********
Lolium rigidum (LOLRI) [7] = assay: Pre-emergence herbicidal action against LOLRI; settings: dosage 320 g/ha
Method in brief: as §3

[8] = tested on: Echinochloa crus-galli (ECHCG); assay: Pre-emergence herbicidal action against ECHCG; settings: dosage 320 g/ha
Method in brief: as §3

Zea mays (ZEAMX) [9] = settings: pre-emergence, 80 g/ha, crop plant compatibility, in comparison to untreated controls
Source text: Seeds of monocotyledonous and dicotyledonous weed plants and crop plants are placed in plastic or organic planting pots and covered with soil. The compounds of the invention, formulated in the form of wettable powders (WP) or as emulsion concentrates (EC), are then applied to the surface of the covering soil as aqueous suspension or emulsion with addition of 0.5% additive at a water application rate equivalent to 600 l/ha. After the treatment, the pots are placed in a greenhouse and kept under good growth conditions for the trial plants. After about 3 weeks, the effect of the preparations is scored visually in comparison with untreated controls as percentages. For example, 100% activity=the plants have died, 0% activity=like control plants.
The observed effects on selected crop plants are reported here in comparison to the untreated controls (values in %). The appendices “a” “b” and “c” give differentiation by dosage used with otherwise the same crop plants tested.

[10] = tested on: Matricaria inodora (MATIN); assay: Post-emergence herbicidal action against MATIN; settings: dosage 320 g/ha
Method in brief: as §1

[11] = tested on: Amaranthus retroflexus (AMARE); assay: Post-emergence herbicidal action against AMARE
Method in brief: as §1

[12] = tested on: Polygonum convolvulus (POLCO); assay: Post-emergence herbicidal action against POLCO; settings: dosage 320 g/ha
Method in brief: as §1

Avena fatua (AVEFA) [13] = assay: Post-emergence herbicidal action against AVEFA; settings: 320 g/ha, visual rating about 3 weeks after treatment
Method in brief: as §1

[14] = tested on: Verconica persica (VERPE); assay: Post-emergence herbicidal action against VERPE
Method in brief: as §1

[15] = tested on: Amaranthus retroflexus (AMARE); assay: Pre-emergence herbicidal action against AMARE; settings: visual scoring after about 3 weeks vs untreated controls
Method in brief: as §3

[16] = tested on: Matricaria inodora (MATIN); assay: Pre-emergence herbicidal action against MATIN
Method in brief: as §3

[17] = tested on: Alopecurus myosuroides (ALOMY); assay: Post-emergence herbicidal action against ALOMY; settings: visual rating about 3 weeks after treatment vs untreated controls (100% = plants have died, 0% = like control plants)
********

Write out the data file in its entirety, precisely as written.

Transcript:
Lolium rigidum (LOLRI) [7] = assay: Pre-emergence herbicidal action against LOLRI; settings: dosage 320 g/ha
Method in brief: as §3

[8] = tested on: Echinochloa crus-galli (ECHCG); assay: Pre-emergence herbicidal action against ECHCG; settings: dosage 320 g/ha
Method in brief: as §3

Zea mays (ZEAMX) [9] = settings: pre-emergence, 80 g/ha, crop plant compatibility, in comparison to untreated controls
Source text: Seeds of monocotyledonous and dicotyledonous weed plants and crop plants are placed in plastic or organic planting pots and covered with soil. The compounds of the invention, formulated in the form of wettable powders (WP) or as emulsion concentrates (EC), are then applied to the surface of the covering soil as aqueous suspension or emulsion with addition of 0.5% additive at a water application rate equivalent to 600 l/ha. After the treatment, the pots are placed in a greenhouse and kept under good growth conditions for the trial plants. After about 3 weeks, the effect of the preparations is scored visually in comparison with untreated controls as percentages. For example, 100% activity=the plants have died, 0% activity=like control plants.
The observed effects on selected crop plants are reported here in comparison to the untreated controls (values in %). The appendices “a” “b” and “c” give differentiation by dosage used with otherwise the same crop plants tested.

[10] = tested on: Matricaria inodora (MATIN); assay: Post-emergence herbicidal action against MATIN; settings: dosage 320 g/ha
Method in brief: as §1

[11] = tested on: Amaranthus retroflexus (AMARE); assay: Post-emergence herbicidal action against AMARE
Method in brief: as §1

[12] = tested on: Polygonum convolvulus (POLCO); assay: Post-emergence herbicidal action against POLCO; settings: dosage 320 g/ha
Method in brief: as §1

Avena fatua (AVEFA) [13] = assay: Post-emergence herbicidal action against AVEFA; settings: 320 g/ha, visual rating about 3 weeks after treatment
Method in brief: as §1

[14] = tested on: Verconica persica (VERPE); assay: Post-emergence herbicidal action against VERPE
Method in brief: as §1

[15] = tested on: Amaranthus retroflexus (AMARE); assay: Pre-emergence herbicidal action against AMARE; settings: visual scoring after about 3 weeks vs untreated controls
Method in brief: as §3

[16] = tested on: Matricaria inodora (MATIN); assay: Pre-emergence herbicidal action against MATIN
Method in brief: as §3

[17] = tested on: Alopecurus myosuroides (ALOMY); assay: Post-emergence herbicidal action against ALOMY; settings: visual rating about 3 weeks after treatment vs untreated controls (100% = plants have died, 0% = like control plants)